KEITH RADICK ~ A Facial Study

   Posted by: woodbeecarver   in Carving Friends, Tutorials


Keith Radick has a strong face with character that is a good subject for study.  He is not only an accomplished carver but he also is a good sport by granting me permission to use his face for this study. The face on a WANTED poster is intended to be studied in case you ever see this character.

Studying a face for artist purposes even has greater value.  It is beneficial for carvers to learn to study features of a subject to be carved to become very familiar with characteristics that are often overlooked. Studying facial proportions, features and form add much to the creative process.  Artist have a mental image of what a face looks like but studying a face will sharpen the mental image to see what is often overlooked. Artists of old used models to enhance their study and also used a mirror to study their own image (the original “selfie.”) Yogi Berra is noted for having said, “You can observe a lot just by watching,” which is a simple way of emphasizing visual study.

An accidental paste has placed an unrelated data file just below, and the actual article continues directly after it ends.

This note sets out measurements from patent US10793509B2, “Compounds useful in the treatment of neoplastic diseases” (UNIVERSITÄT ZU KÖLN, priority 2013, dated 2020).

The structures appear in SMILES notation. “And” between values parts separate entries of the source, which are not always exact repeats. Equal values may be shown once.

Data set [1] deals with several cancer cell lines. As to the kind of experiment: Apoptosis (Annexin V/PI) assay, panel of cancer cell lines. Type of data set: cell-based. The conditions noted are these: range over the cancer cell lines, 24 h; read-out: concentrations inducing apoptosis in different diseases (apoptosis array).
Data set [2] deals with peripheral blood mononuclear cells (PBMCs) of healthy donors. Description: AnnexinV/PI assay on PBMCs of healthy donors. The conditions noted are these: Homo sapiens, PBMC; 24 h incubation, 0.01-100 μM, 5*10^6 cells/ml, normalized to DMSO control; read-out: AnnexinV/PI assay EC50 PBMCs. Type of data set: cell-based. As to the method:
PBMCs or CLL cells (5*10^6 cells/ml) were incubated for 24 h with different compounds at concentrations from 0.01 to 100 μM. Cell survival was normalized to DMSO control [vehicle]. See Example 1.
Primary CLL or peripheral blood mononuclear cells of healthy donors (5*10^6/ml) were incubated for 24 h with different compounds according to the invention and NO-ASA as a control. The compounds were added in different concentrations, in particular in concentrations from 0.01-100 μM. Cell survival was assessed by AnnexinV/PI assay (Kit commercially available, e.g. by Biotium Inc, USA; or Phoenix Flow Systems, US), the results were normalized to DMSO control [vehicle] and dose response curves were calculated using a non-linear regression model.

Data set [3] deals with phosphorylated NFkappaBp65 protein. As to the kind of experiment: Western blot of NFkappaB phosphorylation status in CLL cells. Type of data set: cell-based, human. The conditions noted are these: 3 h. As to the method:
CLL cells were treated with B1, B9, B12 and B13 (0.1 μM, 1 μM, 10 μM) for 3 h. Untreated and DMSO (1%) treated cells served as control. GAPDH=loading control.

Key to knowing the subject is being able to see the subject proportionally.  The RULE OF THREE for proportions have been very helpful for this old carver.  Proportional observation is learning how to divide the subject using a rule of thumb guide that will fit any size of a subject.  Dividing into thirds is a simple and quick guide that is not only easy to remember but is also easy to see.  The photo below is the “Rule of Three” of facial proportions.


The 1/3 divisions on the right side of the photo are the three proportions for the length of the face.  The three divisions are: Hairline to Eyebrow; Eyebrow to Tip of Nose; Tip of Nose to Bottom of Chin.  These are proportional divisions that with fit any size and gender of an adult face.  The middle proportion ~Eyebrow to Tip of Nose also applies to the length of the ear.

The length of the face is three equal proportions while the width of the face is equal to two of the three length proportions or three thirds long and two thirds wide. See the illustration under the chin.